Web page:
The Royals not only have a new manager and bench coach (they hired Paul Hoover from Tampa Bay for the role) but will have a new pitching coach in 2023. That could bode well for not just Keller, but the other starting pitchers on the Royals’ 40-man roster (and farm system overall). On the other hand, Keller will be entering his last year of arbitration and could be due for quite a pay increase, especially after making $4.825 million a season ago.

After struggling in the second half, not having a set spot in the rotation OR bullpen in 2023, and most likely carrying a high price tag in arbitration, is Keller worth keeping in Kansas City for one more season?

Improved Four-Seam Fastball; Decline in Slider Effectiveness

When I talked about Keller being a bounce-back candidate going into 2022, my main focus was on his four-seam fastball, which was one of the worst pitches in baseball in 2021 on a run value-end, according to Savant.

The only pitch in 2021 that was worse than Keller’s four-seamer (+18 run value) was Jake Arrieta’s sinker (+21), which can be seen in the table below:

One would think that Keller would utilize his four-seamer less in 2022.

However, he increased its usage from 29.7 percent in 2021 to 35.3 percent in 2022. And as a result, the four-seamer actually improved not just in run value (+18 in 2021 to +5 in 2022), but in other categories as well, as one can see in the data set below:

While Keller generated fewer whiffs on the four-seamer in 2022, he was more effective with the pitch when it came to striking batters out as well generating less hard-hit contact.

Keller increased his K rate by 1.6 percent and put away rate by 0.9 percent with his four-seamer last season, which were both promising improvements. A big reason for Keller’s gains in putting batters away with the four-seamer could be credited to his improved command of the pitch from the 2021 season.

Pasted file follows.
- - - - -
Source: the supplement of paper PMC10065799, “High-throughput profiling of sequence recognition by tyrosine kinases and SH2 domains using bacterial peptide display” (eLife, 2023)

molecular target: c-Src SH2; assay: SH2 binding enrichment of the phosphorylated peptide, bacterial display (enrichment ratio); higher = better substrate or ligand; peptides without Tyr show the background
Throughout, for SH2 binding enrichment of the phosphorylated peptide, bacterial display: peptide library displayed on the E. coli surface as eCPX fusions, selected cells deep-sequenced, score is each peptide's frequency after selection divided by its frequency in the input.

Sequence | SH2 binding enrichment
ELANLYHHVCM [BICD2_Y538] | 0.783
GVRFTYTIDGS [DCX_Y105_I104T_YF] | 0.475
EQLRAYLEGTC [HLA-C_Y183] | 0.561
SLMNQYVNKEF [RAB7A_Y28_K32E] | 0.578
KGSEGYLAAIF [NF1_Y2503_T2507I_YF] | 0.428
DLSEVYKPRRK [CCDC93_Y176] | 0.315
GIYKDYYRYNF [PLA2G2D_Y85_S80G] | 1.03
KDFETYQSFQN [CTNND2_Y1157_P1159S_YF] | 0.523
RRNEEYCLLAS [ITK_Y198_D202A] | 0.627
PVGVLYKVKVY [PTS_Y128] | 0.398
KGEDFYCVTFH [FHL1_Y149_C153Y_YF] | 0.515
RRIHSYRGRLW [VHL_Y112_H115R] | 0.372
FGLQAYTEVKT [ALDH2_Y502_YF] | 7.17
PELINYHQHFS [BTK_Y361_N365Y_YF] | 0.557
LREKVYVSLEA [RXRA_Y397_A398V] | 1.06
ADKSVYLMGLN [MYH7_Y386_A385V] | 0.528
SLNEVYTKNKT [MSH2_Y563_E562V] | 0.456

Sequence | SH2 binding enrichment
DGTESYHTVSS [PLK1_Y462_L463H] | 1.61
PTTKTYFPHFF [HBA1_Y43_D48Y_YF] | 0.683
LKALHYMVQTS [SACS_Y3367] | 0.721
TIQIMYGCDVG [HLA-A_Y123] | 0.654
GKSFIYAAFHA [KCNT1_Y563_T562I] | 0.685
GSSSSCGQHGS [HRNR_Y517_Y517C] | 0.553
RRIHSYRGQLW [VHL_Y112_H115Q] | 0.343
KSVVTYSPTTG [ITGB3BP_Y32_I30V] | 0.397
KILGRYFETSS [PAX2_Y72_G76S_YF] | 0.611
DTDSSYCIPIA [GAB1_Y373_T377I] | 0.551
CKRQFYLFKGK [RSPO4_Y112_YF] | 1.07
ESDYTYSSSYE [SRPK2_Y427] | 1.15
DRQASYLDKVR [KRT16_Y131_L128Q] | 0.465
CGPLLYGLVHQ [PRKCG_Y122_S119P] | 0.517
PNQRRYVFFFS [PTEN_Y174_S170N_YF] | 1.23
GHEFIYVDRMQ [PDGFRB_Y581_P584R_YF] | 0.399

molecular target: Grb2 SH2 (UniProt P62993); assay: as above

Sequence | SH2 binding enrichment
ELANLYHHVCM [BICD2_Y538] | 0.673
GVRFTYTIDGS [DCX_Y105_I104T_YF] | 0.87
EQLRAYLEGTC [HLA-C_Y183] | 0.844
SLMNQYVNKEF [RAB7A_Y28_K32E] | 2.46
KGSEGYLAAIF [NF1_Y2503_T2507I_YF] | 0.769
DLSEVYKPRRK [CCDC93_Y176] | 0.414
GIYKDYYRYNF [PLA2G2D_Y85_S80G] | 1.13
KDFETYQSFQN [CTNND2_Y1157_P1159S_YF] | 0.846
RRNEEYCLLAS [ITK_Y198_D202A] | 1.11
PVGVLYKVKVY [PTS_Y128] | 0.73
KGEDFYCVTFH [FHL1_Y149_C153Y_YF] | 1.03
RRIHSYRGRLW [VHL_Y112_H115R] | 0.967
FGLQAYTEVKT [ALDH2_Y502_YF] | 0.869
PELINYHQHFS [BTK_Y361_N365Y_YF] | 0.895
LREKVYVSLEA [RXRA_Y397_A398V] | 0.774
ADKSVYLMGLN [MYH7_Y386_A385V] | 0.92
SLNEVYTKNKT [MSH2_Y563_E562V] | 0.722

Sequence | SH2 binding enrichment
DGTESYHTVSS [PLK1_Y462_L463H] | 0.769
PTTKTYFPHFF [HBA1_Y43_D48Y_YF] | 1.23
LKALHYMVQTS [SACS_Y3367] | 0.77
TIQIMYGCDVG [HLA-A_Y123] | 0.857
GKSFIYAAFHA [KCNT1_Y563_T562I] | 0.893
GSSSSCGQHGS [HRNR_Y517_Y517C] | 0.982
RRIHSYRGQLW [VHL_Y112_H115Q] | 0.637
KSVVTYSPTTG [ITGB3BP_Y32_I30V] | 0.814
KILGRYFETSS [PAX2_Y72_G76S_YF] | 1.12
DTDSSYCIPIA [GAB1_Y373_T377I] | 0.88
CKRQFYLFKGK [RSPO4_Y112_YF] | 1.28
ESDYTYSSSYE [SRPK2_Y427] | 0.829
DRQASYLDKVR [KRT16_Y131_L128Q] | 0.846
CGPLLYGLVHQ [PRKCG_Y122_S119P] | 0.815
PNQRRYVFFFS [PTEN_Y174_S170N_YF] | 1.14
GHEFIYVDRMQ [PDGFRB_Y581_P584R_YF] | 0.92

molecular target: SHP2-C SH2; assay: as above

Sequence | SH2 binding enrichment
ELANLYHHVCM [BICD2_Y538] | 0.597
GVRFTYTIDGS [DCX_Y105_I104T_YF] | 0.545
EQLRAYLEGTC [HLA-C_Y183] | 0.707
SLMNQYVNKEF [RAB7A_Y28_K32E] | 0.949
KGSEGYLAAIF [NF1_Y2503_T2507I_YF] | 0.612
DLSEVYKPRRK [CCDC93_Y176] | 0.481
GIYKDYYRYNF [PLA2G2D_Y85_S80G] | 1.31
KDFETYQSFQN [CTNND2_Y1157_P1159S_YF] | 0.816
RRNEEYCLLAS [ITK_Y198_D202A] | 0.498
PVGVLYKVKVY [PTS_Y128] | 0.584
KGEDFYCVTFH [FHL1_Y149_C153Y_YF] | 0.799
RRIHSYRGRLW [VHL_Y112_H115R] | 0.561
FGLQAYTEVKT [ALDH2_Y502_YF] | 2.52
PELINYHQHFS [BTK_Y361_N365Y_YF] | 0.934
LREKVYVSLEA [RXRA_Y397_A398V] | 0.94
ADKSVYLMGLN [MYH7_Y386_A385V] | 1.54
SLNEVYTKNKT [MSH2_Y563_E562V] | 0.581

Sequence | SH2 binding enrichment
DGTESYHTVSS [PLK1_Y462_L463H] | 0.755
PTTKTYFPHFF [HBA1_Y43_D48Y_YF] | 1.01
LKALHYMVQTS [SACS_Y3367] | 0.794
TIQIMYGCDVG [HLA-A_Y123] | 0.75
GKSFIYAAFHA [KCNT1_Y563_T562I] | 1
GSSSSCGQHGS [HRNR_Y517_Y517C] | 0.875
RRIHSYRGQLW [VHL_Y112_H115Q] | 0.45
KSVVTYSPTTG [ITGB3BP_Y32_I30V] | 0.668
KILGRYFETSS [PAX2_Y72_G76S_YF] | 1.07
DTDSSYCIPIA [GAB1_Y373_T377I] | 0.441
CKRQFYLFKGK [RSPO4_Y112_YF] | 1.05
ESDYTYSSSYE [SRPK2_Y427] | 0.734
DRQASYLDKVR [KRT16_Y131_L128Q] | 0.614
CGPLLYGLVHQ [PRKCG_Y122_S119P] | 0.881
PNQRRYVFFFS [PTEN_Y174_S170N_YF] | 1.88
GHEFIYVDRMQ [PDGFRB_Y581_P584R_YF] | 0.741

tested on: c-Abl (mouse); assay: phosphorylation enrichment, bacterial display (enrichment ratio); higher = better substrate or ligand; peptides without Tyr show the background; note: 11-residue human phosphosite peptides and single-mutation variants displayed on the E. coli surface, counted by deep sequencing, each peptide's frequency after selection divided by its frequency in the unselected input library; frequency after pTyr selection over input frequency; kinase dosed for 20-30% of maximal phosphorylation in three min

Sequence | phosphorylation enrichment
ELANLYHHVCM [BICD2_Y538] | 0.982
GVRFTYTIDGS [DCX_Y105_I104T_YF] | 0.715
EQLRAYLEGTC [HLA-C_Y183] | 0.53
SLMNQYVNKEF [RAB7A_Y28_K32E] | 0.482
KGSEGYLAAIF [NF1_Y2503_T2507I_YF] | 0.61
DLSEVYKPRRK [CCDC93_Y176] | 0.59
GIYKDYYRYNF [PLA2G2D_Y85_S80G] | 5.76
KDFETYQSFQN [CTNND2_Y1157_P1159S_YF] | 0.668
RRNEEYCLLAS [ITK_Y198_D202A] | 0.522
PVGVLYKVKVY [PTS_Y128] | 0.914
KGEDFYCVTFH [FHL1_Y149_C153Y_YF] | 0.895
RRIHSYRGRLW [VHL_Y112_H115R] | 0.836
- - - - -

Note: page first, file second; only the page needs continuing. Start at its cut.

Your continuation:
Royals fans can see below between the 2022 image (scroll to the right) and the 2021 image (scroll to the left) that Keller became more adept at hitting the edges of the strike zone with consistency. That in turn, led to more strikeouts last season in comparison to two years ago.

Here’s an example of Keller elevating his four-seamer effectively against left-handed hitter Austin Meadows of the Detroit Tigers at Kauffman Stadium back in early April.

When it comes to the other “area “red dot” of the strike zone, Keller’s ability to pump the heat did cause right-handed hitters to chase his four-seamer in that part of the zone, like this pitch against Texas’ Adolis Garcia back in May:

So if Keller saw improvement in his four-seamer in 2022, what happened then? Why did he still produce an ERA over five?

His lack of effectiveness with the slider could be credited as the primary culprit.

Last season, Keller’s slider produced a run value of +7. That was not just his second-worst pitch on a run value-end, but also a dramatic change from his previous run values on the slider since 2019 when it became a primary pitch in his repertoire.

In 2019 and 2020, his slider was by far his best pitch by leaps and bounds (double-digit run values in the red, which is good). And even though he saw some regression on the pitch in 2021 in terms of run value, he did post-career-best whiff, K, and put away rates with the slider that year.

Last year though, not only did his K rate decline 10.3 percent with the slider, but his wOBA on the pitch increased by 36 points and his slugging increased by 81 points as well.

In fact, let’s look at his heatmaps from sliders that resulted in extra-base hits in both 2021 and 2022, and notice the difference in the location of those sliders last year.

At least in 2021, Keller’s slider mistakes were a little lower in the strike zone and closer to the edges.